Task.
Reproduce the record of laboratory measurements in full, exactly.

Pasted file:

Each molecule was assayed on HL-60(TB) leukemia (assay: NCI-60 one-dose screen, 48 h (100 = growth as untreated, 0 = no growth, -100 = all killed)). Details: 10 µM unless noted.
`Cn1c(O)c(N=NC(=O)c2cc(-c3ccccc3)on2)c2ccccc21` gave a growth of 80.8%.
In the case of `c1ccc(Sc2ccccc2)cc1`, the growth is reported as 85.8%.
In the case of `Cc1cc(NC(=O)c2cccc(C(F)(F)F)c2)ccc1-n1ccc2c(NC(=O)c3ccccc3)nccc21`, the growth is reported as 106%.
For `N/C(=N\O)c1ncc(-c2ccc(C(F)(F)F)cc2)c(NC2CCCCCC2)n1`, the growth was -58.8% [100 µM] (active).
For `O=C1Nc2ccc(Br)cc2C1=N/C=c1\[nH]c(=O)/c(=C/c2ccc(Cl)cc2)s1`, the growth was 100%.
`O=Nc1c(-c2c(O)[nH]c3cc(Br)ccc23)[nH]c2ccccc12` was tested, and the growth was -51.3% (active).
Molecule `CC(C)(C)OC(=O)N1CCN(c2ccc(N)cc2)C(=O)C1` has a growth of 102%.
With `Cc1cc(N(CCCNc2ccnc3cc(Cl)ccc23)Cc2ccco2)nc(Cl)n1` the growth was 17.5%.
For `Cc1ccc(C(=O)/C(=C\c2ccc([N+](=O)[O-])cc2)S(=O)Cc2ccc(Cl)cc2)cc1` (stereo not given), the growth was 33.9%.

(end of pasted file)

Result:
Each molecule was assayed on HL-60(TB) leukemia (assay: NCI-60 one-dose screen, 48 h (100 = growth as untreated, 0 = no growth, -100 = all killed)). Details: 10 µM unless noted.
`Cn1c(O)c(N=NC(=O)c2cc(-c3ccccc3)on2)c2ccccc21` gave a growth of 80.8%.
In the case of `c1ccc(Sc2ccccc2)cc1`, the growth is reported as 85.8%.
In the case of `Cc1cc(NC(=O)c2cccc(C(F)(F)F)c2)ccc1-n1ccc2c(NC(=O)c3ccccc3)nccc21`, the growth is reported as 106%.
For `N/C(=N\O)c1ncc(-c2ccc(C(F)(F)F)cc2)c(NC2CCCCCC2)n1`, the growth was -58.8% [100 µM] (active).
For `O=C1Nc2ccc(Br)cc2C1=N/C=c1\[nH]c(=O)/c(=C/c2ccc(Cl)cc2)s1`, the growth was 100%.
`O=Nc1c(-c2c(O)[nH]c3cc(Br)ccc23)[nH]c2ccccc12` was tested, and the growth was -51.3% (active).
Molecule `CC(C)(C)OC(=O)N1CCN(c2ccc(N)cc2)C(=O)C1` has a growth of 102%.
With `Cc1cc(N(CCCNc2ccnc3cc(Cl)ccc23)Cc2ccco2)nc(Cl)n1` the growth was 17.5%.
For `Cc1ccc(C(=O)/C(=C\c2ccc([N+](=O)[O-])cc2)S(=O)Cc2ccc(Cl)cc2)cc1` (stereo not given), the growth was 33.9%.